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Now 50 years old, Christina Haltom-Farrar, grew up wanting to be just like ‘Mary Richards’ from the 1970s Mary Tyler Moore Show on TV—complete with her own apartment, a great career and the liberty to have fun.
Yet, a native of Iowa, Haltom-Farrar says that young women in the ‘70s were expected to “get married right out of high school and start to have babies.”
“My mom didn’t know what to do with me as I wanted to go to college and move to Colorado of all places!” she recalls.
But for Christina it made sense, having been steeped in the musical era of John Denver—and virtually drawn there by the nostalgic Pied Piper of ‘Colorado Rocky Mountain High.’
“I expected someday to meet the right man and have children,” says Christina, “but I was in no hurry.”
In fact, Haltom-Farrar—who had obtained a BA in elementary education and a career as a medical transcriptionist—was 38 years old when she finally met her husband.
But even then, she says “life got away” from her when her mother was diagnosed with terminal breast cancer and died after a few years. It was only after 7 years of being together before the couple would finally marry in 2005 when Christina was 45.
“I did not think about having a child until around 40,” she remembers, “and I figured if we hadn’t gotten pregnant by then, it wasn’t going to happen.”
“I never had a strong desire to give birth, although in my early 40s I went through a period of several months where I would have dreams about never giving birth to a child and there was such sadness…it was a period of mourning.”
While her sister had already adopted through foster care, she decided to take a different path and reach out to China, and then to Vietnam.
“Just like giving birth,” Christina warns that adoption is a “long arduous process” and that “mature mothers” should give as much thought to adoption as they would about biological conception.
She says that international adoption is expensive, includes substantial paperwork and the lives of prospective parents are placed under close scrutiny.
But that was all history the day they brought home Emma 2 years ago when Haltom-Farrar was 48 years old and her husband Wayne, 57.
Haltom-Farrar says reactions to her age and adoption have been mixed—often patronizing and superior.
“Mostly it’s positive, such as—‘Awww…how wonderful these two older people have become parents finally.’”
“I feel the pity and the superiority, but wish I could tell them that I never wanted to have a biological baby—it would have been wonderful to have birthed a baby, but it just didn’t happen and I never sought it.”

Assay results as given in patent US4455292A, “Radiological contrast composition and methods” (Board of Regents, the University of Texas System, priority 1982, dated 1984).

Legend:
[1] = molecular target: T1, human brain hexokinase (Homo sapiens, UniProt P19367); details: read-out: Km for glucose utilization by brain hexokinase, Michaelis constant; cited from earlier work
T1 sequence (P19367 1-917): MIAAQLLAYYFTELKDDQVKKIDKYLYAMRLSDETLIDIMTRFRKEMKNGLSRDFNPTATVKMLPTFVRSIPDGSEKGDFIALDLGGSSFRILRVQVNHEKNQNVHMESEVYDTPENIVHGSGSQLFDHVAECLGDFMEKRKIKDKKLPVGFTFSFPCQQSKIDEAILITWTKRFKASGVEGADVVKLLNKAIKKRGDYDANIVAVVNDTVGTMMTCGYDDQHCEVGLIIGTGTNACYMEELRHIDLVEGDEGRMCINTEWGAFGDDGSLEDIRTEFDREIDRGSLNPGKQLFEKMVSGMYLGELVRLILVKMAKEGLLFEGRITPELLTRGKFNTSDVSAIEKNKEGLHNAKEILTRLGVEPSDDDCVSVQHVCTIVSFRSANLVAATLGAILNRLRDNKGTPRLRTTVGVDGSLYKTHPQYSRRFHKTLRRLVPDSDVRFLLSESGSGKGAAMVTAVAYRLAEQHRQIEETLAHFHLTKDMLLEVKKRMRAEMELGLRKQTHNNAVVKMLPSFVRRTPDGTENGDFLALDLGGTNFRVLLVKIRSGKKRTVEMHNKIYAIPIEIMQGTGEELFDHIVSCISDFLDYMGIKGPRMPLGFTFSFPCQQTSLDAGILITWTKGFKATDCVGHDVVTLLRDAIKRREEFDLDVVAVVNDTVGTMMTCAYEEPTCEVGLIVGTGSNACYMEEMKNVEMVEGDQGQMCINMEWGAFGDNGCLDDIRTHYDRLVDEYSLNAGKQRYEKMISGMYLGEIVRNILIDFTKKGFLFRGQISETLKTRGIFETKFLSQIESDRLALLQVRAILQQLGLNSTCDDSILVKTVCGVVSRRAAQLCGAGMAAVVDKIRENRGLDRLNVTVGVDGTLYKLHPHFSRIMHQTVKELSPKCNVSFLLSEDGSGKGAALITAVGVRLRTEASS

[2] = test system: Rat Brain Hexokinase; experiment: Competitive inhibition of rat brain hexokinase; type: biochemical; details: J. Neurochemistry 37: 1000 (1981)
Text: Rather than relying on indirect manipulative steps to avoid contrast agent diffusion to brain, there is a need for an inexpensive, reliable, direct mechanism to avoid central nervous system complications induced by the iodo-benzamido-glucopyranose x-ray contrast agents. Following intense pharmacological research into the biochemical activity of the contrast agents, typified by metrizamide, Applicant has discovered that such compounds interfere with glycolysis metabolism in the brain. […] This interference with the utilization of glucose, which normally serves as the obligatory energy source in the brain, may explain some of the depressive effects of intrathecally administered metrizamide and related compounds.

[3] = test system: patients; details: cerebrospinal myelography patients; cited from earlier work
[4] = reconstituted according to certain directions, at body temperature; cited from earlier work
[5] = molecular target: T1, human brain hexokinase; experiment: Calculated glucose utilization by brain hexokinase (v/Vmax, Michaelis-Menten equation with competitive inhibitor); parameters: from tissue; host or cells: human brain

She also deals with the ‘better you than me’ syndrome from other women her age.
“There are many moms with grown children and grandchildren who are happy to tell me that they are glad it is not them who is raising a child ‘at my age.’”
“They also think we’ve ‘rescued’ our daughter…we hear how ‘lucky’ Emma is all the time from people,” says Christina.
“Think about that one—is she lucky that her birth parents gave her up for adoption and she was taken away from her culture? We, her adoptive parents, are the lucky ones!”
Haltom-Farrar, who hopes to adopt a sister for Emma from China so that the two little girls will “have each other when we are gone from the planet,” has learned much about the social repercussions of adoption over 40.
“Society wants women over 40 to just fade into the background and rock their grandbabies, but things are changing though— for the better.”
While she admits, “it has been far more work than I could have imagined,” Christina was surprised by “the layers of emotions that a mother has.”
“It really is overwhelming the love you have for your child, whether biological or adopted.”
Christina Haltom-Farrar’s life goals at 50?
“To relish every moment; to stay fit, vital and ‘young’ for this little girl and enjoy every moment with her, because life has gone even faster now that we have Emma.”
“I joke all the time to people that we have to be both her parents and her grandparents.”
“Emma has changed my life in every way and I cannot imagine having gone through life on this planet without knowing her.”
Notes for this blog:
See FPM’s other adoption story: “All The Way To China And Back”: https://achildafter40.com/wordpress/?p=1024 (http://)
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